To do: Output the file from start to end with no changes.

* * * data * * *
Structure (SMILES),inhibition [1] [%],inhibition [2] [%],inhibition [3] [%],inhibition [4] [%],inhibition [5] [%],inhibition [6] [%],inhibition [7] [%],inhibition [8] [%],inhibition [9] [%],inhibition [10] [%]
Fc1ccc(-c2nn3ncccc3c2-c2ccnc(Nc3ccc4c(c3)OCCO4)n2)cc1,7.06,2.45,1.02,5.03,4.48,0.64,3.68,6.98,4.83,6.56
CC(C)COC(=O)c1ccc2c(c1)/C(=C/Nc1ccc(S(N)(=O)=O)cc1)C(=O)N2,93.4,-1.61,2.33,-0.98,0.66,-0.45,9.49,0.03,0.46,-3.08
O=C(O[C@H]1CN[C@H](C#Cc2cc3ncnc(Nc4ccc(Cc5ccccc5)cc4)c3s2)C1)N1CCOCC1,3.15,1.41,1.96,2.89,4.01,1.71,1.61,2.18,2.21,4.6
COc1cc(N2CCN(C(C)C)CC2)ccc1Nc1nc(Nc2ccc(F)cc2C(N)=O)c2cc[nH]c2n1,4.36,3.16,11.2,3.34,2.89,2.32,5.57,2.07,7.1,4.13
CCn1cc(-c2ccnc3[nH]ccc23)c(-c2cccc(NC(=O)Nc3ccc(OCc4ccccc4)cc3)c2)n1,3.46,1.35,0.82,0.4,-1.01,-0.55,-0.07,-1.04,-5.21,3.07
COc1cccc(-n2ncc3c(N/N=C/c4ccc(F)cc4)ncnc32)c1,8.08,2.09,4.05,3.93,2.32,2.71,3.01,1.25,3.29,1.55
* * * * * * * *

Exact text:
Structure (SMILES),inhibition [1] [%],inhibition [2] [%],inhibition [3] [%],inhibition [4] [%],inhibition [5] [%],inhibition [6] [%],inhibition [7] [%],inhibition [8] [%],inhibition [9] [%],inhibition [10] [%]
Fc1ccc(-c2nn3ncccc3c2-c2ccnc(Nc3ccc4c(c3)OCCO4)n2)cc1,7.06,2.45,1.02,5.03,4.48,0.64,3.68,6.98,4.83,6.56
CC(C)COC(=O)c1ccc2c(c1)/C(=C/Nc1ccc(S(N)(=O)=O)cc1)C(=O)N2,93.4,-1.61,2.33,-0.98,0.66,-0.45,9.49,0.03,0.46,-3.08
O=C(O[C@H]1CN[C@H](C#Cc2cc3ncnc(Nc4ccc(Cc5ccccc5)cc4)c3s2)C1)N1CCOCC1,3.15,1.41,1.96,2.89,4.01,1.71,1.61,2.18,2.21,4.6
COc1cc(N2CCN(C(C)C)CC2)ccc1Nc1nc(Nc2ccc(F)cc2C(N)=O)c2cc[nH]c2n1,4.36,3.16,11.2,3.34,2.89,2.32,5.57,2.07,7.1,4.13
CCn1cc(-c2ccnc3[nH]ccc23)c(-c2cccc(NC(=O)Nc3ccc(OCc4ccccc4)cc3)c2)n1,3.46,1.35,0.82,0.4,-1.01,-0.55,-0.07,-1.04,-5.21,3.07
COc1cccc(-n2ncc3c(N/N=C/c4ccc(F)cc4)ncnc32)c1,8.08,2.09,4.05,3.93,2.32,2.71,3.01,1.25,3.29,1.55